IDC has found that the nascent shape of the industry today, presents a credible opportunity for tomorrow – leaving many verticals and industries in the country as "untapped", and the needs for awareness and education on the potential it can bring to the company is required. IDC's 2012 Continuum survey showed that 32% of Indonesian enterprises interviewed were looking at efficiencies and reducing the cost of their current IT infrastructure. The idea of moving from a CaPex to OpEx model is still attractive for many enterprises, which has left Data Center services as something of an exploratory component for them moving into 2013.
9. CIO Transformation: Less Talk, More Dabble
In 2013, IDC expects the CIOs to take a larger stand in the IT making decisions, and further shifts of IT expenditure to be removed from the reigns of the CFO. There will be more collaboration between the CIOs and LoB managers, and further discussions on social media as a channel, mobility as a tool, cloud for efficiency, and data analytics for intelligence will come into their minds more often than not.
10. East Indonesia Conquest - Setting the Stage for Future Proliferation
As business at this juncture still centers around West Indonesia, IDC expects in vendors in 2013 to begin expanding their mindshare in East Indonesia so as to be top of mind vendors when the need for service acquisition were to occur in the future. IDC expects global vendors to continue to understand and look into expansion plans with both national level and regional Sis, while national level SIs will look towards supporting locally and penetrate verticals specific to that part of the region.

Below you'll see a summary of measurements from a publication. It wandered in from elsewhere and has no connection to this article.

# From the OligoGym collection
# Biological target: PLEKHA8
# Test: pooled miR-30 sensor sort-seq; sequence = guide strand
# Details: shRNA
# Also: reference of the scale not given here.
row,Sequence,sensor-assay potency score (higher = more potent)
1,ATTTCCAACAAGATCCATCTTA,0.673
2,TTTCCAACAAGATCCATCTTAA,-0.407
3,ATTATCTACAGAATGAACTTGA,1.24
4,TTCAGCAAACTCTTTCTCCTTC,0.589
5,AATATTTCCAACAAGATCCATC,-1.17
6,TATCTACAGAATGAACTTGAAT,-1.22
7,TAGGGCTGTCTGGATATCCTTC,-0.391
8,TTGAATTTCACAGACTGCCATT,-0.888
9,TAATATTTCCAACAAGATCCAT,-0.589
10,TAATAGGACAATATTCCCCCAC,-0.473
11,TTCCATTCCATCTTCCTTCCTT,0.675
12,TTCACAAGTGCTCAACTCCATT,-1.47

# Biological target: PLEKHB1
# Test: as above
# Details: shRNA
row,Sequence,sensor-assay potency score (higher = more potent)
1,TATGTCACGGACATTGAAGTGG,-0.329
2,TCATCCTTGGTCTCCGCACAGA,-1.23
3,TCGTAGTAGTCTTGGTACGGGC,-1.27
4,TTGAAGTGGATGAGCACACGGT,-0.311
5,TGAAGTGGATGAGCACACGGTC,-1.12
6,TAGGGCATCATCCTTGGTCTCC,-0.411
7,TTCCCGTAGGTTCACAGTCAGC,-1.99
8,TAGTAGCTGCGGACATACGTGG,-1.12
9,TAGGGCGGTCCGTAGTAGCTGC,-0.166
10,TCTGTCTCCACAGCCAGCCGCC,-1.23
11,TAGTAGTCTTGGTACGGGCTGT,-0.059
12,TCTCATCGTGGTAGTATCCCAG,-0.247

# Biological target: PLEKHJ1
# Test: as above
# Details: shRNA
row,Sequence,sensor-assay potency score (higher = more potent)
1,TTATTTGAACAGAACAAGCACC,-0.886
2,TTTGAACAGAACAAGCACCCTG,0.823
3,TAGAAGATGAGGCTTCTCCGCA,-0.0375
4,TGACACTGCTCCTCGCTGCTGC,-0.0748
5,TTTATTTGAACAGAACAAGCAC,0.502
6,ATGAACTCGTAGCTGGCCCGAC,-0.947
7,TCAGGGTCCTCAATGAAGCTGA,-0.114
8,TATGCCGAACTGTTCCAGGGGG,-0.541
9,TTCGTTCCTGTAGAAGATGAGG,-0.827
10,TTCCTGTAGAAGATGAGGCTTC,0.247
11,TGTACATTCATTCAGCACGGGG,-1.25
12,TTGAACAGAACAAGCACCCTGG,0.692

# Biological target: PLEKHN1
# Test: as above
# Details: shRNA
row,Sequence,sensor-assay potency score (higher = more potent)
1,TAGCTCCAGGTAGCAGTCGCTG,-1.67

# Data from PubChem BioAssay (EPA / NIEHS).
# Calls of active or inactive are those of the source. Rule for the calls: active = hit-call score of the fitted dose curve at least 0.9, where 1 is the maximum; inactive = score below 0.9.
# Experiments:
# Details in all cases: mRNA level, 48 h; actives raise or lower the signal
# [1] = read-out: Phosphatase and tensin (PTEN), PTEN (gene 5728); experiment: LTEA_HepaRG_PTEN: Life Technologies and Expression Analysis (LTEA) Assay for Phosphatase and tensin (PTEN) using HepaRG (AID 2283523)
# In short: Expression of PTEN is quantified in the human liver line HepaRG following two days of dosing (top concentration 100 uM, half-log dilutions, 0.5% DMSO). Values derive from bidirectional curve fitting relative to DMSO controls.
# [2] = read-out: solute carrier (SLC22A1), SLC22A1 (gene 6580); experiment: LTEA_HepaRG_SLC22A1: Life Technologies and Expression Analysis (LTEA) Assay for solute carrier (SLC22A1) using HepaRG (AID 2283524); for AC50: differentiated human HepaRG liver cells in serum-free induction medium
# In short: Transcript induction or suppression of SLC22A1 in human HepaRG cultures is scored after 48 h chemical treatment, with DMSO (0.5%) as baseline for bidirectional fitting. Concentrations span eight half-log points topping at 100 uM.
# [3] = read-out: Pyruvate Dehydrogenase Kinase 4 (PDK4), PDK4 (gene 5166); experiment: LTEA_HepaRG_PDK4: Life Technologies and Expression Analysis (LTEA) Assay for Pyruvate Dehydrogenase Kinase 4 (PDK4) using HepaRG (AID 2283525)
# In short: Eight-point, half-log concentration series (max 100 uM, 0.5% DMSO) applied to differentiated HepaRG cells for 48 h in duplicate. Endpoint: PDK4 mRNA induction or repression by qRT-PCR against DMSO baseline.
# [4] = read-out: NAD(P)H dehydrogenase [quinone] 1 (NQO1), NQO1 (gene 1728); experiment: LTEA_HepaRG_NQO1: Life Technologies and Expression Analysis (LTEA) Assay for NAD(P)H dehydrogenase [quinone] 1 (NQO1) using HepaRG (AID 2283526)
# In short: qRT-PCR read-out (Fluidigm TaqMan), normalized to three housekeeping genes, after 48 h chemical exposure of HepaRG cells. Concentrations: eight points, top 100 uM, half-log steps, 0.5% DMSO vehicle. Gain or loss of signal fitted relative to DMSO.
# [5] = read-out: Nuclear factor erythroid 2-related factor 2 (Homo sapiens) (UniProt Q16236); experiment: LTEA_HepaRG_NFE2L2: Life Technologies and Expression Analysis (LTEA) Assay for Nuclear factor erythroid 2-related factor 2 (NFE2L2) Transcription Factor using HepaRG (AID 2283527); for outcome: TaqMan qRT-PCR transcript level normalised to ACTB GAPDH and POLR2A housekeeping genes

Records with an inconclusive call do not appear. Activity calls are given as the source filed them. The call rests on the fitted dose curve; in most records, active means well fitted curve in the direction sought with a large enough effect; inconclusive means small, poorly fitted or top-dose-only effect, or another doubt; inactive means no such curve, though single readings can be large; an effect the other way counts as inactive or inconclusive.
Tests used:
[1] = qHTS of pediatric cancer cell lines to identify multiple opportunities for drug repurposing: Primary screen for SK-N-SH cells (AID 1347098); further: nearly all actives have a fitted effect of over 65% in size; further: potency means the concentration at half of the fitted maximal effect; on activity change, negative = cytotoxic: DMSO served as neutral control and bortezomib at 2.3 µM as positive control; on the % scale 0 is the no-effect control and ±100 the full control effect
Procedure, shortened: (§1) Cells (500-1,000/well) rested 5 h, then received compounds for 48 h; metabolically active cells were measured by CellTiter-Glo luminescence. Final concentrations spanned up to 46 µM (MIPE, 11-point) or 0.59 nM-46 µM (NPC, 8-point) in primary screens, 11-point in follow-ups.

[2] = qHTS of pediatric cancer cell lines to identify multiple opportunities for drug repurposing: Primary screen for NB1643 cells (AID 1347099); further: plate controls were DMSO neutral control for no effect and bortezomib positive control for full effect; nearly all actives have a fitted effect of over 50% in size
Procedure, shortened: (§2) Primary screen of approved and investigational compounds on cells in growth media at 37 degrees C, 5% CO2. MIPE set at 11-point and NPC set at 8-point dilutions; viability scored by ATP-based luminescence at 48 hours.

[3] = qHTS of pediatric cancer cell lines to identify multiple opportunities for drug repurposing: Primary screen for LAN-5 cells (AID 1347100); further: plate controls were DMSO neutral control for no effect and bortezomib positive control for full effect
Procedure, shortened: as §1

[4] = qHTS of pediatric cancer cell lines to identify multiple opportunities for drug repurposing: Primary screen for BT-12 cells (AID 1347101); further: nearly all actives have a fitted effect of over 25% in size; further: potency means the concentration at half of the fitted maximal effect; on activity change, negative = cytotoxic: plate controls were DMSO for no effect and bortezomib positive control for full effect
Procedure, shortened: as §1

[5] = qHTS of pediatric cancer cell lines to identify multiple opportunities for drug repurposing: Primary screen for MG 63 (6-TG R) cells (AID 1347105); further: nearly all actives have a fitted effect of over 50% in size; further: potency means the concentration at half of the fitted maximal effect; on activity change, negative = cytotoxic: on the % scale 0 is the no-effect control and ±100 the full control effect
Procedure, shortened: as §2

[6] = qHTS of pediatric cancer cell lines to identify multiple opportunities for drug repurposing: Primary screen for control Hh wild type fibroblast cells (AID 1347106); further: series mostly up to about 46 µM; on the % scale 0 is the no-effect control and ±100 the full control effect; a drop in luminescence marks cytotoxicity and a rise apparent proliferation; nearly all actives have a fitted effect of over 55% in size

For more information about the research or to purchase this data, please contact Sudev Bangah +62 813-1028-7324 or email@example.com . To set up an interview with Sudev Bangah, please contact Agita Saraswati at +62-21 520-3496 or firstname.lastname@example.org.
About IDC’s Predictions
IDC’s annual Predictions in APEJ draws upon the latest IDC research and a worldwide brainstorming exercise among IDC’s 1000+ analysts. This was followed by an extensive regional review to weigh in on key industry events, user trends, vendor strategies and economic measures that promises to uniquely define the technology trends that would impact and drive the market in APEJ for 2013. Across the globe, following the release of IDC’s global top ten predictions, IDC’s geographic, technology and industry teams will be releasing their own specific predictions in the coming months.
IDC is the premier global provider of market intelligence, advisory services, and events for the information technology, telecommunications, and consumer technology markets. IDC helps IT professionals, business executives, and the investment community make fact-based decisions on technology purchases and business strategy. More than 1,000 IDC analysts provide global, regional, and local expertise on technology and industry opportunities and trends in over 110 countries. For more than 48 years, IDC has provided strategic insights to help our clients achieve their key business objectives. IDC is a subsidiary of IDG, the world's leading technology media, research, and events company. You can learn more about IDC by visiting http://www.idc.com.